Monday, March 31, 2014

Is the Profit Margin Set to Revert to the Mean? (excerpt)

There’s a raging debate over the profit margin--not so much in Boston, where I visited our accounts last week, as between the WSJ and Barron’s. In his 3/27 WSJ column, Justin Lahart noted that Thursday’s GDP report showed that the profit margin rose to yet another record high of 11.1% during the fourth quarter. He notes that most of the factors that have contributed to this development could be reversed: “Keeping costs low by refraining from hiring or not replacing equipment can only be done for so long, though. And long-term interest rates look more likely to rise than fall over the next year. Losses to offset taxes, too, eventually get used up.”

In his 3/29 Barron’s column, Randy Forsyth reviews the contrary views on this subject held by Robert Buckland, Citigroup's head of global equity strategy. Randy summarizes Buckland’s main point as follows: “Of course, companies must invest to generate future returns, but overinvestment drags down profitability, growth, and employment.”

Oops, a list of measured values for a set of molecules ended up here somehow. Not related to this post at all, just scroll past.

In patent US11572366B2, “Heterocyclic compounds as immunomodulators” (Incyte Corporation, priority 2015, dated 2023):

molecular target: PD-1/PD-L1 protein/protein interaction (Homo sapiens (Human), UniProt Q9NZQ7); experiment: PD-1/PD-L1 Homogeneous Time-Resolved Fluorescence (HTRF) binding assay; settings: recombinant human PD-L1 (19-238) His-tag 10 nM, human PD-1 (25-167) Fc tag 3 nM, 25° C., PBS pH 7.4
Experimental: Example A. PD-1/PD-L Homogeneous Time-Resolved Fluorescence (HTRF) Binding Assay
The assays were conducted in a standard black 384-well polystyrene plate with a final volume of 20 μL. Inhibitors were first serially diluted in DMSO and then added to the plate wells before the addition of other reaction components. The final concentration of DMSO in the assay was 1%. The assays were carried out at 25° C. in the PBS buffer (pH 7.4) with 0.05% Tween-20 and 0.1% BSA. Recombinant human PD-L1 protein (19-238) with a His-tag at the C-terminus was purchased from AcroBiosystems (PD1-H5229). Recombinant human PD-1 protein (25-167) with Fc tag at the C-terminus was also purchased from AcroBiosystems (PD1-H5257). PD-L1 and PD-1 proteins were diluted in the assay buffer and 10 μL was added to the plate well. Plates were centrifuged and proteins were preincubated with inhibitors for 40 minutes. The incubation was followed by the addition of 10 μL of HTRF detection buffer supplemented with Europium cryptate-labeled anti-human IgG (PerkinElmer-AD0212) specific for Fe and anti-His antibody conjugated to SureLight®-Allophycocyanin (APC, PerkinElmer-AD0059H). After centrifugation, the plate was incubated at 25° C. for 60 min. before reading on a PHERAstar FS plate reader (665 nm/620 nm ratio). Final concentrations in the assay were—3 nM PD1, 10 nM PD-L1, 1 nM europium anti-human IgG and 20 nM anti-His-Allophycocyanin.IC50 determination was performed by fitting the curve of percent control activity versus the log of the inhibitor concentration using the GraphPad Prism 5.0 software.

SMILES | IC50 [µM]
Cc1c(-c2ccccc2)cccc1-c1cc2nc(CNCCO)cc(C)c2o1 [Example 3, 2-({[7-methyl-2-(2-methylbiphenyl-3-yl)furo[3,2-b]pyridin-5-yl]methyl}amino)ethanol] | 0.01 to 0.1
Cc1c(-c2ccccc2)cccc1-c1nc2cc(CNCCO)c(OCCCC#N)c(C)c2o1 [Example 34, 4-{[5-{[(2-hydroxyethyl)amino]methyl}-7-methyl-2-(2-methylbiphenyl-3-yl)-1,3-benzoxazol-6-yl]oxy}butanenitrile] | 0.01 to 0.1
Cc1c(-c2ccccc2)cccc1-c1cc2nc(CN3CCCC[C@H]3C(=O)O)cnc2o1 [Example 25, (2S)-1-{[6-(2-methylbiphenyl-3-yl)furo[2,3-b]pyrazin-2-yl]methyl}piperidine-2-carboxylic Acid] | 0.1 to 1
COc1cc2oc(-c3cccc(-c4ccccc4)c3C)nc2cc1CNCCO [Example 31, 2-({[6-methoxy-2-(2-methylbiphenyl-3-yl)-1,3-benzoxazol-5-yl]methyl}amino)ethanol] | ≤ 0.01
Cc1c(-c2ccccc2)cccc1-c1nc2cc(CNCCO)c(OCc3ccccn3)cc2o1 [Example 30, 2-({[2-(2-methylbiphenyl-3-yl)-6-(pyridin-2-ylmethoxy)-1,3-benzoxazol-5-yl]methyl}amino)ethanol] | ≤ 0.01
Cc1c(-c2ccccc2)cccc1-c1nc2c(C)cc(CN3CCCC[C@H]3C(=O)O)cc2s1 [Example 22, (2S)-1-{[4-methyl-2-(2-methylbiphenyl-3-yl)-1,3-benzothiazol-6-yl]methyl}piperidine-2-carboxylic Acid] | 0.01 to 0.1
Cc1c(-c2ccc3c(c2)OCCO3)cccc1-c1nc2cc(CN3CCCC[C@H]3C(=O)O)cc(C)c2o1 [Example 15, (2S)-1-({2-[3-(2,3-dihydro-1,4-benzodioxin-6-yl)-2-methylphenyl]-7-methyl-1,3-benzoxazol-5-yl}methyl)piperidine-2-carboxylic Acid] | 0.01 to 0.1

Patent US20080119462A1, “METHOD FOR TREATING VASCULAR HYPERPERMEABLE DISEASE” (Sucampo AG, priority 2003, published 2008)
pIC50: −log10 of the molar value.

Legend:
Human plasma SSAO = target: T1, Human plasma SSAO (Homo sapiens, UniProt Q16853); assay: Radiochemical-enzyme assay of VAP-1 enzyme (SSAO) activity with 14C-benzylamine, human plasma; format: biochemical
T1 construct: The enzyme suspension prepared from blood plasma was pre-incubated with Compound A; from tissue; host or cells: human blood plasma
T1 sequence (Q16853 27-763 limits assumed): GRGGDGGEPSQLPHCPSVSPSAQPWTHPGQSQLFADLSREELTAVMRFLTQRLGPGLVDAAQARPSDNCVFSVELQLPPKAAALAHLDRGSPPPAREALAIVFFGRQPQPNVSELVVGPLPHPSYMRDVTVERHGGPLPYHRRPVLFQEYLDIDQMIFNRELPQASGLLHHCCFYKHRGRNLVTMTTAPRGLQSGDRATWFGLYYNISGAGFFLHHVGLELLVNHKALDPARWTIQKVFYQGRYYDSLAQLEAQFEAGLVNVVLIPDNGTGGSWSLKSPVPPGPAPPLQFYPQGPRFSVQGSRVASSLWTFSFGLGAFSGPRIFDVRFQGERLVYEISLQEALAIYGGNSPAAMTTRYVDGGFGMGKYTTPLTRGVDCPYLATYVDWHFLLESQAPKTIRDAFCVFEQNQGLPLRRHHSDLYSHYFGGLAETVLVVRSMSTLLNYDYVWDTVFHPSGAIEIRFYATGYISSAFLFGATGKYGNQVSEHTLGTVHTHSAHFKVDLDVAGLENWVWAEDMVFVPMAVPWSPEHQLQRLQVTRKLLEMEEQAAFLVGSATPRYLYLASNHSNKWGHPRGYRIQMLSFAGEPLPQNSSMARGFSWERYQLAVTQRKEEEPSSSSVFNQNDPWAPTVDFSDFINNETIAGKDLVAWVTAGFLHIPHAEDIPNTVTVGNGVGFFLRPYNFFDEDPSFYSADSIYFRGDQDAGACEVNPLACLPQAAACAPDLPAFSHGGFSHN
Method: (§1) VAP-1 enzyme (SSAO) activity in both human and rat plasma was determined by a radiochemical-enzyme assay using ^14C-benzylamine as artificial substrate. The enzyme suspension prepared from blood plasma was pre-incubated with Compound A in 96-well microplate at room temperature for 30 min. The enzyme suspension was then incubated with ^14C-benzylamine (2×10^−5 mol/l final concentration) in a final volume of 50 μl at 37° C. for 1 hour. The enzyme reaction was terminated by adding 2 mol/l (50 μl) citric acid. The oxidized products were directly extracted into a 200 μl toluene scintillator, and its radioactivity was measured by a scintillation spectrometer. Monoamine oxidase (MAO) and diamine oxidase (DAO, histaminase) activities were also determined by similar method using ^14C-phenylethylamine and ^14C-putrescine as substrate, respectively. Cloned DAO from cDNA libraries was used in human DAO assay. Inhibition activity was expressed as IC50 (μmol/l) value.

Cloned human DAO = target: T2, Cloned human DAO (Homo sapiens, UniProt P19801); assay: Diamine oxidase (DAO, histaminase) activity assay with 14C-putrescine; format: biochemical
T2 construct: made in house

I’ve been arguing that margins are likely to remain high because I expect companies to continue to be cautious about expanding their capacity and payrolls. However, I am becoming concerned that deflationary forces (more competition and more technology) could depress margins from the top down.

Needless to say, the record high in the profit margin is bound to continue to inflame the income inequality crowd. During Q4-2013, wages and salaries in compensation accounted for just 48.9% of national income, the lowest share on record. Total compensation (including supplements) fell to 60.7% of national income, the lowest since Q4-1951. Of course, the data are pre-tax and before social benefits, which significantly reduce income inequality.

Today's Morning Briefing: Boston Views. (1) Cold, but calm, in Boston. (2) Mostly bullish, but seeking value. (3) The expansion is mature. (4) The capital-spending debate. (5) Why hasn’t ultra-easy monetary policy been inflationary? (6) Could it be deflationary? (7) Italian and Spanish bond yields anticipating ECB response to deflation risk. (8) Japanese bond yields show skepticism about Abenomics. (9) The profit margin debate. (10) What will it take to revive EMs? (11) Rational and Irrational Exuberance. (12) Putin’s melt-up or meltdown? (More for subscribers.)

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